Adding Durability

Just as film-on-film fabrics were first used exclusively by cutting-edge racing sailors, early 3DL sails were once the purview of grand prix racers alone. Over time, however, North Sails has looked to expand its market to include cruising sailors by adding durability to its molded sails. The company now adds light taffetas to the outsides of molded sails, which do the same thing as they do on regular sailcloth: protect the fragile load-bearing yarns from chafe and UV, and thus add overall life to the sail. Of course, they also add weight so it's again a matter of trade-offs. North Sails calls this product line with taffetas its Marathon Series, and the sails have been used successfully in rugged offshore ocean races like the Volvo Ocean Race, the Around Alone, and the Vendée Globe.

As these advances in 3DL technology aimed specifically at the cruising sailor take hold, the broad acceptance of high-tech molded sails among this heretofore reasonably low-tech marketplace will be inevitable. How much of an inroad they will make, only time will tell. But judging by the marketing dollars being spent to introduce this technology to cruisers it's clear North Sails believes it has a perfect match. The same can be said for small boat sails. Until now it was not cost effective to tie up the mold making a small sail; bigger sails bring bigger profits. But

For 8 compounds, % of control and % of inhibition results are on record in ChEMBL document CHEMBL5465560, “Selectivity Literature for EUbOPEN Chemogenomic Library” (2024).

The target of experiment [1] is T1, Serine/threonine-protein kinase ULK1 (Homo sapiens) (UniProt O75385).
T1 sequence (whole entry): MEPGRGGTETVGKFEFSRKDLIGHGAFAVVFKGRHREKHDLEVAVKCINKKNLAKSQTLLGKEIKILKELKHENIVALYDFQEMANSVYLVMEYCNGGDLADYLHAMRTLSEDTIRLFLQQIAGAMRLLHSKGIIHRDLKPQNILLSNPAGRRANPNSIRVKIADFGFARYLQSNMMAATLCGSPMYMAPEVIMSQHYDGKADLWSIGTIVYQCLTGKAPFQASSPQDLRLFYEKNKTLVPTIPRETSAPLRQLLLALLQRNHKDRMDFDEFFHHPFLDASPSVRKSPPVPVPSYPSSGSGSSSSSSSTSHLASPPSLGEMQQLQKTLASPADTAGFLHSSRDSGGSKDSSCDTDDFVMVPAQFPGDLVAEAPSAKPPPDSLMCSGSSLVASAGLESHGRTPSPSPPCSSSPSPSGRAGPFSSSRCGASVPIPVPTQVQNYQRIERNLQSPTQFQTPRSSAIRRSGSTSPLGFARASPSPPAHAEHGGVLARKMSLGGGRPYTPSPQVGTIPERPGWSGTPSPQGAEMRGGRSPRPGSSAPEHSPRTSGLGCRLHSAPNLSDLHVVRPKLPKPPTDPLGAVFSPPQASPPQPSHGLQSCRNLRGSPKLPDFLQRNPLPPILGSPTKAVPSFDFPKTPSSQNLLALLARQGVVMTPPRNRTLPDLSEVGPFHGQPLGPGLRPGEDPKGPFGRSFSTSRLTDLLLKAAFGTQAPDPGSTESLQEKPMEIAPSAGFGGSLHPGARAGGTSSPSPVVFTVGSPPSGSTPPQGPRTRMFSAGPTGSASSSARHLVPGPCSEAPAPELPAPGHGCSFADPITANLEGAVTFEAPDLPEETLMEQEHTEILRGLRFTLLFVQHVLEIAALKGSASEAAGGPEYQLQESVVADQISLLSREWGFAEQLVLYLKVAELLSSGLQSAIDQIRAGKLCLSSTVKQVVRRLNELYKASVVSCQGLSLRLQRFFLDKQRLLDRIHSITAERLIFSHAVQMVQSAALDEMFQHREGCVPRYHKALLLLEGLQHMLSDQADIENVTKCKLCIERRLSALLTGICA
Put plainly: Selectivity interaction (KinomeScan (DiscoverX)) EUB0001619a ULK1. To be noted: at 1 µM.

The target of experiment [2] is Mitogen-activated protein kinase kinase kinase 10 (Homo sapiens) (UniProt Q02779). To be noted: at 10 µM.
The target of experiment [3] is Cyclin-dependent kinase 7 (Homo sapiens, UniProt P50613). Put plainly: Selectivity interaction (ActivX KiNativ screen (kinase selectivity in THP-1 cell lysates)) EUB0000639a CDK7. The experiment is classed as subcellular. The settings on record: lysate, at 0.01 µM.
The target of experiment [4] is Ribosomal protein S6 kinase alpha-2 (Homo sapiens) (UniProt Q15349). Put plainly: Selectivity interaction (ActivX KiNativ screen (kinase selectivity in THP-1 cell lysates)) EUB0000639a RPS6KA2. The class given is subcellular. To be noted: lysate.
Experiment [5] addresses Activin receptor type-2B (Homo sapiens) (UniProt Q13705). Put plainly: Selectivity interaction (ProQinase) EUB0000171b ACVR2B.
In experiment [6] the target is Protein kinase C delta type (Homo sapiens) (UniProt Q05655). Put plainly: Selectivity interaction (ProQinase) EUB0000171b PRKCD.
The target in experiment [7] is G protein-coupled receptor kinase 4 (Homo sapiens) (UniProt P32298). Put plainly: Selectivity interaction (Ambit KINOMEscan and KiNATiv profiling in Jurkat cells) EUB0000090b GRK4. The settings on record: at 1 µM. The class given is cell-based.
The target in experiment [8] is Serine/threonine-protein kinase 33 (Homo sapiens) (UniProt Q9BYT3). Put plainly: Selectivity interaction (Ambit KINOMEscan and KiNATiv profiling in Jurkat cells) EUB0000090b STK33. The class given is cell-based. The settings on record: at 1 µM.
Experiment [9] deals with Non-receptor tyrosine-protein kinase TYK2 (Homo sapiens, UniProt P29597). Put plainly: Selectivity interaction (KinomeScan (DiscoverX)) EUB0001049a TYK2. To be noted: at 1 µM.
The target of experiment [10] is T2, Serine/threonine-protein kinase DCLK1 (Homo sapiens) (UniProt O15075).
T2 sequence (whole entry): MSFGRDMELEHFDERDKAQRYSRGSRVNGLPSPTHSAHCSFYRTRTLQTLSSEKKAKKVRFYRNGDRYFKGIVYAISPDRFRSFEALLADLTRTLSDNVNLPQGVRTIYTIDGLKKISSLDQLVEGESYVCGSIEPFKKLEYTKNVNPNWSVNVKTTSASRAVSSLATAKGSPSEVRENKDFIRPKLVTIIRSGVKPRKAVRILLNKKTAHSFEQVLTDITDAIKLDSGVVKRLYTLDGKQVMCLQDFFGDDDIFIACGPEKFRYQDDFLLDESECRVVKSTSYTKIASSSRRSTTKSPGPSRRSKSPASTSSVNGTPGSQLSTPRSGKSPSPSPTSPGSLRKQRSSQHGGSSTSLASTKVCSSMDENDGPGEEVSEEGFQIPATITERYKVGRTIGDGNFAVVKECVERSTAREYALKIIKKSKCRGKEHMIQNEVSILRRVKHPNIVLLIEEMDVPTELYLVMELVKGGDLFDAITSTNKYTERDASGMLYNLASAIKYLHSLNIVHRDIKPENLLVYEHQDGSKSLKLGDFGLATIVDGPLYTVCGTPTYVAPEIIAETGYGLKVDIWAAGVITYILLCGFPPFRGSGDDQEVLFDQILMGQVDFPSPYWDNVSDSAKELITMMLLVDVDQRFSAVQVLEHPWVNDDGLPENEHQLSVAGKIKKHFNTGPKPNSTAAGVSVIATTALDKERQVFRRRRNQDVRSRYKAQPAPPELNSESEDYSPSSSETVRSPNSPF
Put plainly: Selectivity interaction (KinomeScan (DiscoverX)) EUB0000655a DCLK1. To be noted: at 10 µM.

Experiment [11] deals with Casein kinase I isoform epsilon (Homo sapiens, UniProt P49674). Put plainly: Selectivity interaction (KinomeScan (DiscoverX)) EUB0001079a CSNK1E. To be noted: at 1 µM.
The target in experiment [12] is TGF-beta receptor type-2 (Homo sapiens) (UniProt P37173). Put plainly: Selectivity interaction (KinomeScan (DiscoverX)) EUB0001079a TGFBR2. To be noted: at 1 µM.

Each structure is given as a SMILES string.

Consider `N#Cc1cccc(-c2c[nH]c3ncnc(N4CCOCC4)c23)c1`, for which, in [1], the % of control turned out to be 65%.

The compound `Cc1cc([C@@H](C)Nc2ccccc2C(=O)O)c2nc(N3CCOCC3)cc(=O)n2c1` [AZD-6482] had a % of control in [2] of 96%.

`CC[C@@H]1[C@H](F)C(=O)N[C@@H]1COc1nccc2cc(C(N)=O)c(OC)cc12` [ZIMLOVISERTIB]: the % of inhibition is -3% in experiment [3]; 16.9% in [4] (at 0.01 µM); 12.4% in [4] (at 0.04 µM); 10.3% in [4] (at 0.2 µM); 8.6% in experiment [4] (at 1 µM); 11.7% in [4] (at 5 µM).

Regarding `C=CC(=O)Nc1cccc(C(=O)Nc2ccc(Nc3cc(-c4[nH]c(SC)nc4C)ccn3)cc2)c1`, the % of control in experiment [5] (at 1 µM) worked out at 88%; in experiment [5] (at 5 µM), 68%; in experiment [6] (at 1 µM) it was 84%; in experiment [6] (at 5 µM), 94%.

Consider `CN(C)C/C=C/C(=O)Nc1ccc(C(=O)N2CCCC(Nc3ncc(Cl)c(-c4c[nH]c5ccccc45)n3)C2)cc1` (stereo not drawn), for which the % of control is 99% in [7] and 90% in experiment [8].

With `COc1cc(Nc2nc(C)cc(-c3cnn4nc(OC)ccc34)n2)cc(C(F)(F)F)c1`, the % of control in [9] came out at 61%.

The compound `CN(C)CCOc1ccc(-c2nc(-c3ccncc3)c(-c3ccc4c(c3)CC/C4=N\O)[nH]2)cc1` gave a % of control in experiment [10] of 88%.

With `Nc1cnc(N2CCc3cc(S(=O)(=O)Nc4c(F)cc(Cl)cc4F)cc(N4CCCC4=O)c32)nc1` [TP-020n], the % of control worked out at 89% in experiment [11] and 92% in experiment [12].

North's rotary mold is used for making 3DL sails for boats up to 30 feet. This is a cost-effective way of making hightech sails for smaller boats.

Tape Drive sails are still a dominant force on the racecourse and some of the latest designs display cutting-edge technology.

North's Rotary Mold technology, basically a revolving drum with a surface that can be adjusted by approximately 1,000 computer-controlled pistons, is changing this as well. In this technique, the pistons radiate out from the axis of the drum to manipulate the shape while computer-controlled yarn heads lay a precise matrix of structural yarn onto a Mylar film with a coating of adhesive on the drum's surface. A second layer of Mylar is then added and the laminate is cured with forced hot air. This relatively simple method of making sails for boats up to 30 feet is a cost-effective way of introducing a high-end technology to a traditionally less technically advanced market.

3DL and indeed all forms of molded sails will doubtless continue to evolve and improve. North has the resources and clout on the racecourse to push this technology as far as it's likely to go. Still, while it has both created new markets and refined old ones, other sailmakers are still plugging along with their own proven technologies.

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